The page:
Sasha Engelmann talks about satellites and oracles, radio and air, sustainability and choices, and sitting with the compromises.
“I’ve spent many dark nights listening to transmissions from all over the world and recording them — and having the best time. I think there is something about this ephemerality and planetary collectivisation that’s possible through radio that’s really not that possible through social media, or other kinds of technologies.”
Sasha Engelmann is a London-based geographer exploring interdisciplinary, feminist and creative approaches to environmental knowledge making. Her current project, Advancing Feminist and Creative Methods for Sensing Air and Atmosphere, explores the value of feminist principles, creative practices, and design justice tools for citizen-led monitoring of air quality and weather patterns. Her first book, Sensing Art in the Atmosphere: Elemental Lures and Aerosolar Practices (Routledge, 2020) investigated the role of artistic and activist initiatives in expanding aesthetic and political orientations toward atmosphere, aeromobility, and the elements. Sasha is an active member of the Aerocene Community and a co-founder (with Sophie Dyer) of the feminist satellite imaging project open-weather. She is Senior Lecturer in GeoHumanities at Royal Holloway University of London where she teaches at the intersection of geography and the arts and humanities.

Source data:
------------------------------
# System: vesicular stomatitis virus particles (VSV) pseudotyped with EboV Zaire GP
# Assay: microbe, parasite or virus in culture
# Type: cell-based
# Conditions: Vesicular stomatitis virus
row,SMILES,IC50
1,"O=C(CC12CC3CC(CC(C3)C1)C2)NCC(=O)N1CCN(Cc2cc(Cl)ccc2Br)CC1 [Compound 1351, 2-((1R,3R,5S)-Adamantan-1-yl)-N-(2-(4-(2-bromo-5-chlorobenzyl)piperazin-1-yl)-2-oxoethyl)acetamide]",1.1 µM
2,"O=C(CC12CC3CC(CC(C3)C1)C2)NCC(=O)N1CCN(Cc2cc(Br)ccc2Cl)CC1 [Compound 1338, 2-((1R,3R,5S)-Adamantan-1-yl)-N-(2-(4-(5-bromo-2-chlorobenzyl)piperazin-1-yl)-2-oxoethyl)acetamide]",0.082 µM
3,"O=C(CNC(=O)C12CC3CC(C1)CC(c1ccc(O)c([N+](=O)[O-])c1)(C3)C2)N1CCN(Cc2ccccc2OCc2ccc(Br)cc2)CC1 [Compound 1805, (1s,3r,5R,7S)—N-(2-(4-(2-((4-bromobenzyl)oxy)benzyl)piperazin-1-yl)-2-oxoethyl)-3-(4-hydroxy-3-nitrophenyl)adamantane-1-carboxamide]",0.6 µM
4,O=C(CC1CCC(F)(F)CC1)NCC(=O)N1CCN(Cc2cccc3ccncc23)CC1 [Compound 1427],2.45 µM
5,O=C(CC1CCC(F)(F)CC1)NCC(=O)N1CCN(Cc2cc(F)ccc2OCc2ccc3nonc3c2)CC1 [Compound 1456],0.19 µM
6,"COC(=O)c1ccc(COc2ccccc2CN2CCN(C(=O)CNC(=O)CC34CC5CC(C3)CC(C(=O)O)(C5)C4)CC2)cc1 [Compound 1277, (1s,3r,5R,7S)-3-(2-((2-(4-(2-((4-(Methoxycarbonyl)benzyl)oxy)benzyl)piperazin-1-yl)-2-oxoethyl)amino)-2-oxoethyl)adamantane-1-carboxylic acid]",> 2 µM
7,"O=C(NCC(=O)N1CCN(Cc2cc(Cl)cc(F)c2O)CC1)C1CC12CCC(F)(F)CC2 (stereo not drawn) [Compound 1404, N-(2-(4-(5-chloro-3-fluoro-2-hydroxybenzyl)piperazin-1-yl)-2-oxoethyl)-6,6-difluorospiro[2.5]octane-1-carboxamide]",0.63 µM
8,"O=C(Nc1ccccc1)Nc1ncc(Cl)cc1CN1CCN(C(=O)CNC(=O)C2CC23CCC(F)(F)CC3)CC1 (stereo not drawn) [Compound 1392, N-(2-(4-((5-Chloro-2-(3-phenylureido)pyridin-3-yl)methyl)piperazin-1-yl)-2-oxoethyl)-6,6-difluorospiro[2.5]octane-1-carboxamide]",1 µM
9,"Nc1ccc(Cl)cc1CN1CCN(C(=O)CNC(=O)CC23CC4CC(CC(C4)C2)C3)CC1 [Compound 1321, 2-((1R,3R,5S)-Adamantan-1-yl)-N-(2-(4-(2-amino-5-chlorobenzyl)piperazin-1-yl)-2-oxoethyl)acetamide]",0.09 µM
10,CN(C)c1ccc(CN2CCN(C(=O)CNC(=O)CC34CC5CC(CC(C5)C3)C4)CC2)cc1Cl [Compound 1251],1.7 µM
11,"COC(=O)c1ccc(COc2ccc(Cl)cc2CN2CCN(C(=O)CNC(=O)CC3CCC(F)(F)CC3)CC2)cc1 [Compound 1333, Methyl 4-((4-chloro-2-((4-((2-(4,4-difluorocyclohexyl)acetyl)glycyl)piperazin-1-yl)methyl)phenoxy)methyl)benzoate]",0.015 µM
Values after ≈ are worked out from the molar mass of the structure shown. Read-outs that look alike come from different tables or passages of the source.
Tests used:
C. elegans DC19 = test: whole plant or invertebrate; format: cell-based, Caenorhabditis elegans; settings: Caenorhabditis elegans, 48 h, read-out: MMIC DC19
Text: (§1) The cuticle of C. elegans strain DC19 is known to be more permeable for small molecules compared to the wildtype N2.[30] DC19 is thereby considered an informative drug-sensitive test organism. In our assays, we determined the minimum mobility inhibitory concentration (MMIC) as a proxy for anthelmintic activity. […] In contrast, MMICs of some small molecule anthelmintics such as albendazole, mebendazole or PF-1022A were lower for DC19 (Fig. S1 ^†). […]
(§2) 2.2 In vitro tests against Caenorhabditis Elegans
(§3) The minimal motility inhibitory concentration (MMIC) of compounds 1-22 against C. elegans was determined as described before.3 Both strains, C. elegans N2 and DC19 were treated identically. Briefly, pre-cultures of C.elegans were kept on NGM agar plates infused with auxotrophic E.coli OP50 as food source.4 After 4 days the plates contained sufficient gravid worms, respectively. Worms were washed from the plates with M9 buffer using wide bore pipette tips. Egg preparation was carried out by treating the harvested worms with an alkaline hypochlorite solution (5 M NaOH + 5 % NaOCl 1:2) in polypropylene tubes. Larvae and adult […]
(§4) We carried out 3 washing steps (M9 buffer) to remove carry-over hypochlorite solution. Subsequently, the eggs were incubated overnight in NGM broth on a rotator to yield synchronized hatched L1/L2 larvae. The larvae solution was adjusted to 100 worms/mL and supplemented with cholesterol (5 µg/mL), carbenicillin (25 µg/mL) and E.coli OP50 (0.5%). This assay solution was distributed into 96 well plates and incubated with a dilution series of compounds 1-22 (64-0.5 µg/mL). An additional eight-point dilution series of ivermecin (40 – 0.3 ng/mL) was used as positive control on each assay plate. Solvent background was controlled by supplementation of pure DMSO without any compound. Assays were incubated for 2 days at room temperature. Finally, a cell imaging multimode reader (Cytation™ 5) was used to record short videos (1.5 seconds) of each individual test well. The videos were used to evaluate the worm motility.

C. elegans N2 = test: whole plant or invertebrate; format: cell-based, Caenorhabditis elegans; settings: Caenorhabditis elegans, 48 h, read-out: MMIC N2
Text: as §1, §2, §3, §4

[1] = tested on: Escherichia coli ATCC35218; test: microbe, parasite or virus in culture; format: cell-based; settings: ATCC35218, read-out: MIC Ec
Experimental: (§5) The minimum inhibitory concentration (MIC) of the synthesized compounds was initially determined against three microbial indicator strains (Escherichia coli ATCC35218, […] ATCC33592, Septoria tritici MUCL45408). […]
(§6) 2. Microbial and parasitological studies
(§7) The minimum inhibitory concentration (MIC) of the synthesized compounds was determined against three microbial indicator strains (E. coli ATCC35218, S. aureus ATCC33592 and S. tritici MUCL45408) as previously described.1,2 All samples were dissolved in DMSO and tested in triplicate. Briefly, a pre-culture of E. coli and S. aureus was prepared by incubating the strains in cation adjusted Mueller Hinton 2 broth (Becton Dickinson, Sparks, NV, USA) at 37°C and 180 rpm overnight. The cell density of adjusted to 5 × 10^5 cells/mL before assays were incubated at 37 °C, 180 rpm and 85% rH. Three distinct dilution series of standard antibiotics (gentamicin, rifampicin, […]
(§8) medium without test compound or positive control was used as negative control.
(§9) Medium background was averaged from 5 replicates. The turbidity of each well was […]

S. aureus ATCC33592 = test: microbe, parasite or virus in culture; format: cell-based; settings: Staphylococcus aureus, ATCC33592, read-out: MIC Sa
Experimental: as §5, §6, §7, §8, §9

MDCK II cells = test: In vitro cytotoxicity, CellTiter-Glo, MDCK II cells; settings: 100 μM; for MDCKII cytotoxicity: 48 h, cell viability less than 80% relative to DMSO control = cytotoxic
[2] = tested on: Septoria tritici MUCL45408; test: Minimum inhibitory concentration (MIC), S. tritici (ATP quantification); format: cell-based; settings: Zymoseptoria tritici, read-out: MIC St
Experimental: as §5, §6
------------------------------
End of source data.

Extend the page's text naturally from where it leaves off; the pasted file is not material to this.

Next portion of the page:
Repatterning is a series of talks about being turned inside out. It is about the experience of being radically upended, the work of dreaming, and the ghosts that travel along the way. Concentric circles rippling outwards from art, crisis, music, sickness, reinvention, mourning, renewal, collapse, and enchantment. Picking through the remnants and imagining what might emerge, as the grains of sand pile upwards, the hope drone swells, the gamelan chimes, and the distant bells peal.